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There is a personal element to success – my definition of success may well differ to yours. Simply put, success is in the eye of the beholder. My ultimate measure of success is the power of choice that I have over where and how I spend my most precious resource of all ‘my time.’

Each of us have been given the same amount of hours in the day — how we choose to use them determines how we experience life.

My ability to choose what my life is like is more valuable to me than any material possessions. I have often said if I lost it all – and was down to my last penny — then it is the people that I am with, our shared experience, which will make the difference. In fact, overcoming adversity can be one of the greatest shared experiences of all.

But I digress, I do not measure success based on the idea of ‘work-life balance’ — in fact quite the contrary. I think that this ‘label’ was coined just to make people like me feel worse about themselves. For me, there is no balance. And I think about it this way… if I was trying to balance on a fit ball, it would take incredible energy to try to stay upright. Little movements to try and maintain the status quo. Yet if I am going on a run, one step in front of the other — the rhythm of my steps gives me power and energy — I have run half marathons and this for me takes less energy than balancing on a ball. I know the direction I am taking and I single-mindedly go for it.

Once I realised that life for me was never going to be in ‘balance,’ I could focus on what I really wanted to achieve, how I really wanted to contribute. I could focus on the ‘one thing’ that I needed to get done.

Instead of having ‘to-do lists,’ I focused on the actions that would move me toward success… so I would speak out loud each morning the one thing I needed to get done. I created a ‘winner list.’

The trick of course is to know what your ‘one thing’ is. It is the most important thing (maybe the most important thing is to find out what your most important thing is).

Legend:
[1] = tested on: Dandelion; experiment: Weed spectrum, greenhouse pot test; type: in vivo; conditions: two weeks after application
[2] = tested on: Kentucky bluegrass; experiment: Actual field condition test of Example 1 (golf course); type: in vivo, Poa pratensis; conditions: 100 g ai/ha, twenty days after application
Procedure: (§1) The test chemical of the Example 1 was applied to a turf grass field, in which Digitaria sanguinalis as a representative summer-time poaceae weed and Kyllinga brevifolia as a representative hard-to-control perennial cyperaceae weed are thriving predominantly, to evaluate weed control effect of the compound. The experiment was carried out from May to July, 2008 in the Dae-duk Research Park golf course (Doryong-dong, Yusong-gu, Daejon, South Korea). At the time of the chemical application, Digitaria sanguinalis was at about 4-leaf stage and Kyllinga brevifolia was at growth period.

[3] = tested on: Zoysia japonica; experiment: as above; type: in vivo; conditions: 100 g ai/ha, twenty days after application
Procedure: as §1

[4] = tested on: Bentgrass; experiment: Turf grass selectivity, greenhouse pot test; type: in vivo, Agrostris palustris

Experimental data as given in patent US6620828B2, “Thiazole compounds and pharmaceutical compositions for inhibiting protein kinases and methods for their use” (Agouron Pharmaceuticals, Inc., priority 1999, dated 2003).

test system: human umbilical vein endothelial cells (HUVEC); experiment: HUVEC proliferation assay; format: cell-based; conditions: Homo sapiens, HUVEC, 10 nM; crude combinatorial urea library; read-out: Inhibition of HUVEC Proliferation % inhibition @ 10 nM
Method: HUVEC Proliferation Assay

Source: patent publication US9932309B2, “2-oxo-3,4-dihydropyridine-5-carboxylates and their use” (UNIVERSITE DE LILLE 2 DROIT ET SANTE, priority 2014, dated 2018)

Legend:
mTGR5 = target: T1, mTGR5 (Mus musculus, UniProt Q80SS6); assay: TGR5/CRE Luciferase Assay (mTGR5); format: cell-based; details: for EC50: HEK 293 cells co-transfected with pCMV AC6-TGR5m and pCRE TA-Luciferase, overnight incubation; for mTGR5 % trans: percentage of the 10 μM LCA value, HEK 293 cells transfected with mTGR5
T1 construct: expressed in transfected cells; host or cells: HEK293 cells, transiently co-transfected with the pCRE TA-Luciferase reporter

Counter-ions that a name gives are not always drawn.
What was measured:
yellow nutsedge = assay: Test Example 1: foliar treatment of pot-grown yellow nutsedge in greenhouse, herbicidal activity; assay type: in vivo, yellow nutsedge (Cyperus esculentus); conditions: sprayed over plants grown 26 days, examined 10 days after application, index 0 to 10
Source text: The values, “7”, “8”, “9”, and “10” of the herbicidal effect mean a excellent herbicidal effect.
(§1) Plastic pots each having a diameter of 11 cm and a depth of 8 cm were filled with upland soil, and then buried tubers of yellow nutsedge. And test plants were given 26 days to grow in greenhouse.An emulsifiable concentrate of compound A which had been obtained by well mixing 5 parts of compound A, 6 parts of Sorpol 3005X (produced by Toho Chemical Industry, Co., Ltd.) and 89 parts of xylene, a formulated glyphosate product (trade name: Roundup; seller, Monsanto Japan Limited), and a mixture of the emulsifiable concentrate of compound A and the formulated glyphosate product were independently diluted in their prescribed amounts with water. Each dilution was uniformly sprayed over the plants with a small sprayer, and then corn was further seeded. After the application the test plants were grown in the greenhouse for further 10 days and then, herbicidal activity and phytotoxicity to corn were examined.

The most important thing is the thing that you need to do so that if you do it – then everything becomes just that bit easier. There is an 80/20 rule for energy and effort too. Have you ever noticed that 20% of your actions will deliver 80% of the outcomes? The trick is to choose the right 20%. It takes focus and energy to make that powerful choice. Reviewing, questioning and evaluating all the options to ultimately determine what the thing is that will bring you success is worth the investment in time. If you did more of the 20% rather than the other 80% of activities that you spend time on that make you feel busy (and exhausted), this may get you closer to where you want to go.

If you have worked out your ‘one thing’ — your focus point, your road to success — then your measure needs to celebrate that.

You may well have heard of the BHAG: the Big Hairy Audacious Goal. Many people when they read the work ‘big’ — they often equate it to ‘hard’ or scary.

Jim Collins wrote about BHAGs in his book Good to Greatpublished in 2001. He explored the question of why some companies achieve greatness while others don’t — and it is the same for your life. Have you created a vision for your success?

Don’t be scared of the word ‘big’ — if you don’t aim ‘big,’ you will only ever achieve small. Try creating your own BHAG. It needs to be both time-based and specific. In other words, it is a scorecard that lets you and all those around you know that you have achieved your dream.

A BHAG by definition is possible — but not probable. Saying that you want to climb the highest mountain on each continent, for instance, is possible but not probable. Committing to run a marathon is possible, not probable. But what about when you consider your work, profession, job, or career… do you set the same level of personal goals that seem just a little out of your reach unless you put a whole lot of effort and energy in to make it happen?

Maybe you would like to be a senior manager in a large corporation, maybe you would like to have a passive income – perhaps you want to start your own business. How could you express your vision for yourself as a goal? Be prepared to dream. Choose ‘one thing.’ Know that life is not perfect, and it is definitely not in ‘balance’ — choose your big game and play full out.

I wonder how many people simply give up their dreams because they tell themselves that they are too old or too poor or not clever enough to achieve them. Turning your dreams into reality will take a degree of risk taking, and it may take giving up a fear of failure (or looking bad).

To achieve any dream, you need to take a first step, then a second and a third – until finally a dream is your new reality. Dreams can be work-related or personal – they might be held in a bucket list, or even in a dream catcher – but one day that list needs to be tackled. It needs to be your ‘winner’s list.’

Your BHAG is your scorecard for success.

This post first appeared in my series on LinkedIn

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